Mental Issues Surge, Suicide Rates Flat Post-Katrina A new study says that mental health problems roughly doubled in the months after Hurricane Katrina, but thoughts of suicide among those with mental problems actually decreased. The finding of reduced suicide runs counter to many other reports. It's the first report of a federally funded tracking survey of the mental health needs of about a thousand pre-hurricane residents of the Gulf states.

Mental Issues Surge, Suicide Rates Flat Post-Katrina

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Bells will toll, wreaths will be laid, and a jazz funeral will wind through the streets of New Orleans today. It's been one year since Hurricane Katrina, the nation's worst natural disaster, roared ashore in the Gulf Coast. President Bush is in New Orleans to mark the anniversary. Yesterday in Mississippi, he acknowledged that recovery efforts will take years. Nearly 1,600 people died in Louisiana, and even if not affected first hand, many people were troubled by the destruction and suffering reported in the media.


A new study highlights the difficulty of assessing mental health in the region now. It finds that serious mental health problems have roughly doubled since the storm, yet thoughts of suicide among the regions' mentally ill has actually gone down.

Here's Allan Coukell of member station WBUR.

ALLAN COUKELL reporting:

As the hurricane approached, Jaime Penton(ph) and her husband Bill made the hard choice that he would evacuate with their kids - age two and three - while she stayed behind in her job as a dispatcher in the sheriff's office of St. Bernard Parish. There across the river from New Orleans, she experienced the devastation first hand.

Ms. JAIME PENTON (Dispatcher, Sheriff's Office): My house went underwater. St. Bernard was pretty much demolished - most of the parish, you know.

COUKELL: Penton stayed on the job helping the rescue crews and keeping the office running. It was stressful, but with hindsight, she says the hurricane was a test she'd been waiting her whole life to face and she passed.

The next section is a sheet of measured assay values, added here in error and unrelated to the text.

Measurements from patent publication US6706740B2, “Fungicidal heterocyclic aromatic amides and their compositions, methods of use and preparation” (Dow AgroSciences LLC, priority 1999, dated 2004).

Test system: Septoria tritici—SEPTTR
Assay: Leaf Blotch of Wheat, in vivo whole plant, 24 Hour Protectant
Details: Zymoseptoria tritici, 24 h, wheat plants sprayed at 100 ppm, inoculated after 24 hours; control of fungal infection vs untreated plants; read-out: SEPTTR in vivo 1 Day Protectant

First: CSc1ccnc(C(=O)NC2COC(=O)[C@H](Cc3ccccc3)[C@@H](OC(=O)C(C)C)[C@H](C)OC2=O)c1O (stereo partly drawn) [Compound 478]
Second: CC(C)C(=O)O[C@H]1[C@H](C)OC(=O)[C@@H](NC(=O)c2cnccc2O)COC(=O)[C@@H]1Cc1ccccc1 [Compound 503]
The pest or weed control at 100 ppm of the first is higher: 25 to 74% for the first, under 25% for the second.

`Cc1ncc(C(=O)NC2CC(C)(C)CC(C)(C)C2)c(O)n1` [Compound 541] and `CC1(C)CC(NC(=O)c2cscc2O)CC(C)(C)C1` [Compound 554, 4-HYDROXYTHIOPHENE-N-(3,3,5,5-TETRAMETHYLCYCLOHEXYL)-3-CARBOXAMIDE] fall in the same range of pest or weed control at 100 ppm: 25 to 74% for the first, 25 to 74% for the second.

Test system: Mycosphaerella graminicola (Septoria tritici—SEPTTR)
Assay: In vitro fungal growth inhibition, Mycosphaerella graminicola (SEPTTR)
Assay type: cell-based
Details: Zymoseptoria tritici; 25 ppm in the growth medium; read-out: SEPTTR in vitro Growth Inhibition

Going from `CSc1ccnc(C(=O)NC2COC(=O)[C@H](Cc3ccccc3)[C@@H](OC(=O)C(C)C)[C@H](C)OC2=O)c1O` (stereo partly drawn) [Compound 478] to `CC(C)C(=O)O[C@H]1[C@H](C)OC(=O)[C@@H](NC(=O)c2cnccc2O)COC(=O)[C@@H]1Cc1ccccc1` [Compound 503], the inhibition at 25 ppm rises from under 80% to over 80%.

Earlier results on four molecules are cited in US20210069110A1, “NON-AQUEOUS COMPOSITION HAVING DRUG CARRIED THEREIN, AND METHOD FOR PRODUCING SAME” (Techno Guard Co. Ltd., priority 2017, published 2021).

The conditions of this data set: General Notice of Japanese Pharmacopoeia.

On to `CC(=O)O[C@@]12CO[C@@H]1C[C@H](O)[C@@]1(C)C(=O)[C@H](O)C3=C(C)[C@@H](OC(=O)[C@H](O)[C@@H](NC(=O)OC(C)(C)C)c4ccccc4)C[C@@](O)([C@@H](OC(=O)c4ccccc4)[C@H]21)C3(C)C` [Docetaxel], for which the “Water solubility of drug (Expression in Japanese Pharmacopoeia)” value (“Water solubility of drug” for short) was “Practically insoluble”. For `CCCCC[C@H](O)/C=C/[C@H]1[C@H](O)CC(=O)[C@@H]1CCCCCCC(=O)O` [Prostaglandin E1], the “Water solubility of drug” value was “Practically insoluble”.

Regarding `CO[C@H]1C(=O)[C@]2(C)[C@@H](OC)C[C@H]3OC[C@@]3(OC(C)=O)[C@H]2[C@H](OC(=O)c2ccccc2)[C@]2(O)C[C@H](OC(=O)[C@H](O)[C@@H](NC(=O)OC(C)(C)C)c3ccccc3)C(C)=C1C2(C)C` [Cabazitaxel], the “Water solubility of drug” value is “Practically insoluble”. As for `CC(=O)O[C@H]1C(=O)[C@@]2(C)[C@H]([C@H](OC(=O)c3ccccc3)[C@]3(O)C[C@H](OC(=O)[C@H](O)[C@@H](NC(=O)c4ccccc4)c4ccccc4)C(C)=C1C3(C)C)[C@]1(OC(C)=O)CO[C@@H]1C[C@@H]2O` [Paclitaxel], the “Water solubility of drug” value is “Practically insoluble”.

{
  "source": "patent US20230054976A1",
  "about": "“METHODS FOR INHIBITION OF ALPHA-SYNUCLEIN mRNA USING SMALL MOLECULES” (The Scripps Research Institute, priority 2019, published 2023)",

Ms. PENTON: I didn't have a bath for five days, you know. We were eating bags of potato chips. We pulled out the water, cleaning them with bleach water and all, and you realize, you know, you're stronger person than you think because you did what you had to do to survive. And I'm proud of myself for it.

COUKELL: Penton's response isn't unique. New results from a study conducted early this year show that eight out of 10 people from the region said they discovered new inner strength because of their experiences after the storm. Almost nine out of 10 said that Katrina had led them to a deeper sense of meaning or purpose in life.

Ron Kessler of Harvard Medical School led the study, which appears in the Bulletin of the World Health Organization.

Mr. RON KESSLER (Harvard Medical School): After disasters, it often happens that the people who survive feel - in the midst of the sadness and the depression and the anxiety - some positive feelings like just this thrill of being alive, feeling closer to their loved ones, having a deeper purpose in life, feeling that something special happened to them - and it means they have been selected and they want to go on.

COUKELL: Like Jaime Penton, most of those in the study were emotionally healthy. But in the aftermath, some struggled with anxiety, depression, or other mental health problems. Kessler estimates that Katrina doubled the prevalence of such problems, accounting for about 200,000 additional people with symptoms serious enough to affect their day-to-day lives. Psychiatrists usually expect suicide to increase along with depression, but Kessler found that thoughts of suicide among people with mental health problems actually decreased. He attributes the effect to those feelings of growth that so many people experienced. Not everyone is convinced.

Dr. JIM BARBEE (Psychiatrist, New Orleans): The survey really does not fit what I'm hearing in my patients at all.

COUKELL: Jim Barbee, a New Orleans psychiatrist, says Kessler's study may reflect a unique moment of optimism from the early months after the storm.

Dr. BARBEE: In my own experience, as the months have worn on - particularly since the beginning of the year here in 2006 - there's been a lot more depression and a lot more suicidal ideation in the patients that I'm seeing.

COUKELL: Mental health services in the region have yet to recover. Advocates say many people who need help aren't getting it. The Harvard report is the first of an ongoing study to assess mental health in a representative way, balanced by demographics and including both people who returned home and those who remained dispersed around the country.

Some scientists urge caution when comparing surveys from pre and post hurricane. They say the real value of the study maybe in the picture of mental health that emerges over time. And as Ron Kessler acknowledges, if people don't make progress in rebuilding their lives, suicide rates in his next report may not be so positive.

For NPR News, I'm Allan Coukell in Boston.

MONTAGNE: And if you want to get a look at the study's findings, go to

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